"After years of pretending to be a friend of Free and Open Source Software (FOSS), IBM now shows its true colors. IBM breaks the number one taboo of the FOSS community and shamelessly uses its patents against a well-respected FOSS project, the Hercules mainframe emulator."
Those are the words of Florian Mueller, the well known software developer and open source political lobbyist and founder of the NoSoftwarePatents campaign, who accuses IBM of betraying its promise to the FOSS community and claims the company has declared patent war in order to "protect its highly lucrative mainframe monopoly against Free and Open Source Software."
Open source business industry commentator Glyn Moody says that "IBM is either a friend of open source, or it's simply an opportunist, supporting some projects when it suits, and attacking others when it doesn't" and points out that amongst the patents that IBM is citing in the letter to TurboHercules which kicked off this new battle that there "seem to be some that it has “pledged” to the open source community." Mueller agrees, pointing out that patent numbers US 5613086 and US 5220669 can be found on page 4 of IBM's 2005 patent pledge. One thing is for sure, IBM is certainly a friend of the Patent Office.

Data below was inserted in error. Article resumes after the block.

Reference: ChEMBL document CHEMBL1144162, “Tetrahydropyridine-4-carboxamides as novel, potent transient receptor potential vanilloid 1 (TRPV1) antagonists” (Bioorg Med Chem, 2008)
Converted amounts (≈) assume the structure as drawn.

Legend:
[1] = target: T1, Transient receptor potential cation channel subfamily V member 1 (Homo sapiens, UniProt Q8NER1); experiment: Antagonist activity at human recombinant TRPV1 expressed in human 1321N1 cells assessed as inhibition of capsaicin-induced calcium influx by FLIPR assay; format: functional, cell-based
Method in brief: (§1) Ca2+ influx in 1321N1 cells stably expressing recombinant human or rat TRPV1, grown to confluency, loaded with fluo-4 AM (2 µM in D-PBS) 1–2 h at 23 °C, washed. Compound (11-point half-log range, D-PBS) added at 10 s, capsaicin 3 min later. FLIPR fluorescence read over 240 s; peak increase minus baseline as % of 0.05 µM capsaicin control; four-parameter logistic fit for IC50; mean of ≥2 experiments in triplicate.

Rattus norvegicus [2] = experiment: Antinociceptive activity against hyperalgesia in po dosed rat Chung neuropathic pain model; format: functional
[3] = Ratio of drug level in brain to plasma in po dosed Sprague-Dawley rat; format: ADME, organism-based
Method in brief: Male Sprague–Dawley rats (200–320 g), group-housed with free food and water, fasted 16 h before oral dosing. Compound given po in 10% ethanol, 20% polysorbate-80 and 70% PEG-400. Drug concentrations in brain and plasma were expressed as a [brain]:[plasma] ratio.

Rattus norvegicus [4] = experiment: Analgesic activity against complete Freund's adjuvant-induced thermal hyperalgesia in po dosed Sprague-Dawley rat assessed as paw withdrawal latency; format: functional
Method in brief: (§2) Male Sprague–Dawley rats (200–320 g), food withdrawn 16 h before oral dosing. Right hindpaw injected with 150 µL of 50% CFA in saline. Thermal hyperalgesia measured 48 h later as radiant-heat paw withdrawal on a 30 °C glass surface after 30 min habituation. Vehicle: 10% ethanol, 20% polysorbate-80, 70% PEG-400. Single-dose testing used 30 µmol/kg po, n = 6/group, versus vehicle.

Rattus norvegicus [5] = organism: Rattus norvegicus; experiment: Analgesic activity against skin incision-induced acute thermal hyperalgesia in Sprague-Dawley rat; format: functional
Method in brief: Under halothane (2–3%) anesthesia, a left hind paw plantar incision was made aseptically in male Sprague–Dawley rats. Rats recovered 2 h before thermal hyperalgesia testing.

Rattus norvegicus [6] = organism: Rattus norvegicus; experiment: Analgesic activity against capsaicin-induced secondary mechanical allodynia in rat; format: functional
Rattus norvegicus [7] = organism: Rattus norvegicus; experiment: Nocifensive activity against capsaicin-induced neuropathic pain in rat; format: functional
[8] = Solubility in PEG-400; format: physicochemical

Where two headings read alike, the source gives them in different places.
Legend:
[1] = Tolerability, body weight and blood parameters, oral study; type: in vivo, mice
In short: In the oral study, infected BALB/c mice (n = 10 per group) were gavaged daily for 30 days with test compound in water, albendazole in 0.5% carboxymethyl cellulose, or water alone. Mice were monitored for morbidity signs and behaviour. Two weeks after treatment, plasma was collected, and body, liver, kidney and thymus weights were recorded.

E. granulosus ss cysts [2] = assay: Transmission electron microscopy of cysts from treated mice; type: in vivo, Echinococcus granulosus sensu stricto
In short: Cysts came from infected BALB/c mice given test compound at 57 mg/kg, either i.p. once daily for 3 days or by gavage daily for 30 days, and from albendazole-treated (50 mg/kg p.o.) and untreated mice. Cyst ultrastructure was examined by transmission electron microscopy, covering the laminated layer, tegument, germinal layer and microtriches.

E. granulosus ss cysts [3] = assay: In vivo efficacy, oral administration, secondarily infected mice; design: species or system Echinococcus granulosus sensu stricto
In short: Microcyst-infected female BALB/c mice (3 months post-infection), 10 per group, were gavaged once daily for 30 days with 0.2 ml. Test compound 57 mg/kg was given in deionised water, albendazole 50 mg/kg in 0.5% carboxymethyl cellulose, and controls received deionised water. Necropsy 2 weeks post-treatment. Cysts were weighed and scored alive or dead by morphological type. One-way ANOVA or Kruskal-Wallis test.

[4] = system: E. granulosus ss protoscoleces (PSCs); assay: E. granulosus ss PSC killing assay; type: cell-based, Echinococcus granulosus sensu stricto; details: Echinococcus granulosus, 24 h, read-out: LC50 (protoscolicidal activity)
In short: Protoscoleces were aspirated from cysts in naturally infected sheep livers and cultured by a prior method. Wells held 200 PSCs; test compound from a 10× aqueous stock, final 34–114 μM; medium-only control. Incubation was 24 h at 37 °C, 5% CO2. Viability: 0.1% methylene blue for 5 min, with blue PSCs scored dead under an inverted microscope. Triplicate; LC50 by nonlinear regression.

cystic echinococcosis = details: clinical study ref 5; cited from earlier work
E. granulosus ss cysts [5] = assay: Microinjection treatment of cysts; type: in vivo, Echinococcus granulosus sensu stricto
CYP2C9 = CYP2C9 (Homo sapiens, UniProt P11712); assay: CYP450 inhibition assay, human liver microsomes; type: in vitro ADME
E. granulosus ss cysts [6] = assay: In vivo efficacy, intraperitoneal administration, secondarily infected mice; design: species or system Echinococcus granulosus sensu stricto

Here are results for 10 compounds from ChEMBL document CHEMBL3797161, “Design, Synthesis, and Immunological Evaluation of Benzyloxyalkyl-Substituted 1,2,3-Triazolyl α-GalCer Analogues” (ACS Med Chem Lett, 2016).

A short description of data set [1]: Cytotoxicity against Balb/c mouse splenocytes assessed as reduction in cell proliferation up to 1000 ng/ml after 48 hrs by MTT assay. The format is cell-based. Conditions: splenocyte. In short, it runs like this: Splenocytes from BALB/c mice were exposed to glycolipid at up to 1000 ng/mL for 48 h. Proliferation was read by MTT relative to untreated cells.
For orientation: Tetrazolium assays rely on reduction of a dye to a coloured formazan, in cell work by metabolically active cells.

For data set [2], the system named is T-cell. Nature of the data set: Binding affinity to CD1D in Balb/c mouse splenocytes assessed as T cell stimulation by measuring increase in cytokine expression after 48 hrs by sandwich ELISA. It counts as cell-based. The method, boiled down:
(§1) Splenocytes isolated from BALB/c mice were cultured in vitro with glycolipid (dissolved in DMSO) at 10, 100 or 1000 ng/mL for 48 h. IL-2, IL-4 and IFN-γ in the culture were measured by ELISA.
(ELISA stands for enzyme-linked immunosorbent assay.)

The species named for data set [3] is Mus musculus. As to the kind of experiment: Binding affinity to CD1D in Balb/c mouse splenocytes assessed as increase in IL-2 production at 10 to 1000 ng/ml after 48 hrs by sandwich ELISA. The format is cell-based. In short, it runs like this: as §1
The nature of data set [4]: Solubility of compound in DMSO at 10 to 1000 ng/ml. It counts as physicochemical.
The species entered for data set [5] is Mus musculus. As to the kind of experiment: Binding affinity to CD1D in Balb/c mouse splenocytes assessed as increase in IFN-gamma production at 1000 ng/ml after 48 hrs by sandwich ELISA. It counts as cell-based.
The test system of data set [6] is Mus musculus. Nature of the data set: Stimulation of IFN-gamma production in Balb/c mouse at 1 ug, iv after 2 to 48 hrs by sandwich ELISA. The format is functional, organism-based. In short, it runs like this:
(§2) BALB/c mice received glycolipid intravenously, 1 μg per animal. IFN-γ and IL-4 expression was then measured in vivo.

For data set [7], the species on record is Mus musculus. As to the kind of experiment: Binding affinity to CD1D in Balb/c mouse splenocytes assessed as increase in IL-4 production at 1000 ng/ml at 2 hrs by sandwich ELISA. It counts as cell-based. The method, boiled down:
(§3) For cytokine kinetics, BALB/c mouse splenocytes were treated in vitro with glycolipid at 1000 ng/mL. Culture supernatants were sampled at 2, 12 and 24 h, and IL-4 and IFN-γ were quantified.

Meanwhile, 'sources close to IBM' are claiming that Mueller is just "trying to drive a wedge between IBM and the open-source software community" and question his authority to speak on behalf of the FOSS community in the first place.
That is, perhaps, a distraction strategy of the first order. Anyone taking a look around the web will find plenty of support for the view that IBM has broken its patents promise and by so doing is attacking the FOSS community. Indeed, I'd suggest that it is beyond argument that a wedge is being driven between the two parties, but rather than accusing Mueller of wielding the hammer IBM would do well to look a little closer to home.
That wedge would appear to be big and blue.
I'm a hacker turned writer and consultant, specialising in IT security. I've been a freelance word punk for over 20 years and along the way I have seen 23 of my books published, produced and presented programmes for TV and radio, picked up a bunch of awards and continue being a contributing editor with PC Pro - the best selling IT magazine in the UK .